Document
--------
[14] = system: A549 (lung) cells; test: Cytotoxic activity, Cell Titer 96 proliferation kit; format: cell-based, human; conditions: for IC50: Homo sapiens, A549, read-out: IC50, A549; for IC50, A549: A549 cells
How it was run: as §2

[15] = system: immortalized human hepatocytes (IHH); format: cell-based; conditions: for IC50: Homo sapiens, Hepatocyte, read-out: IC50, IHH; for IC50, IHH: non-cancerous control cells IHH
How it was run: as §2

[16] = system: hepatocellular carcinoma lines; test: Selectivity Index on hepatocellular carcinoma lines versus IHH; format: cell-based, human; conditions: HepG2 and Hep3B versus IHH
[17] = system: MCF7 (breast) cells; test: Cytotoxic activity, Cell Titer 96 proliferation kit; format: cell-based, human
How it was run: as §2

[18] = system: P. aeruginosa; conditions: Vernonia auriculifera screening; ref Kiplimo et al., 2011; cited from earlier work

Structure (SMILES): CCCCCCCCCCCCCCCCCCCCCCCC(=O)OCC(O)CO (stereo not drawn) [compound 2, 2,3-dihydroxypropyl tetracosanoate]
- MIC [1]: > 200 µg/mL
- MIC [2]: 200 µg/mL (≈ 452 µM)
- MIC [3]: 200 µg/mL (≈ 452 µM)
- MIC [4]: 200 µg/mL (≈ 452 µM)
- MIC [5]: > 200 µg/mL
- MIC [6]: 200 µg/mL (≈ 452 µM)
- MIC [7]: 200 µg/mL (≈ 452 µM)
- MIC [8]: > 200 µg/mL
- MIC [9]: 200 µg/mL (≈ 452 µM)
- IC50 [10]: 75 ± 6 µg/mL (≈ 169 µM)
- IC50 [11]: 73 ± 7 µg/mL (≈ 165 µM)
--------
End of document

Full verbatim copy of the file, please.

[14] = system: A549 (lung) cells; test: Cytotoxic activity, Cell Titer 96 proliferation kit; format: cell-based, human; conditions: for IC50: Homo sapiens, A549, read-out: IC50, A549; for IC50, A549: A549 cells
How it was run: as §2

[15] = system: immortalized human hepatocytes (IHH); format: cell-based; conditions: for IC50: Homo sapiens, Hepatocyte, read-out: IC50, IHH; for IC50, IHH: non-cancerous control cells IHH
How it was run: as §2

[16] = system: hepatocellular carcinoma lines; test: Selectivity Index on hepatocellular carcinoma lines versus IHH; format: cell-based, human; conditions: HepG2 and Hep3B versus IHH
[17] = system: MCF7 (breast) cells; test: Cytotoxic activity, Cell Titer 96 proliferation kit; format: cell-based, human
How it was run: as §2

[18] = system: P. aeruginosa; conditions: Vernonia auriculifera screening; ref Kiplimo et al., 2011; cited from earlier work

Structure (SMILES): CCCCCCCCCCCCCCCCCCCCCCCC(=O)OCC(O)CO (stereo not drawn) [compound 2, 2,3-dihydroxypropyl tetracosanoate]
- MIC [1]: > 200 µg/mL
- MIC [2]: 200 µg/mL (≈ 452 µM)
- MIC [3]: 200 µg/mL (≈ 452 µM)
- MIC [4]: 200 µg/mL (≈ 452 µM)
- MIC [5]: > 200 µg/mL
- MIC [6]: 200 µg/mL (≈ 452 µM)
- MIC [7]: 200 µg/mL (≈ 452 µM)
- MIC [8]: > 200 µg/mL
- MIC [9]: 200 µg/mL (≈ 452 µM)
- IC50 [10]: 75 ± 6 µg/mL (≈ 169 µM)
- IC50 [11]: 73 ± 7 µg/mL (≈ 165 µM)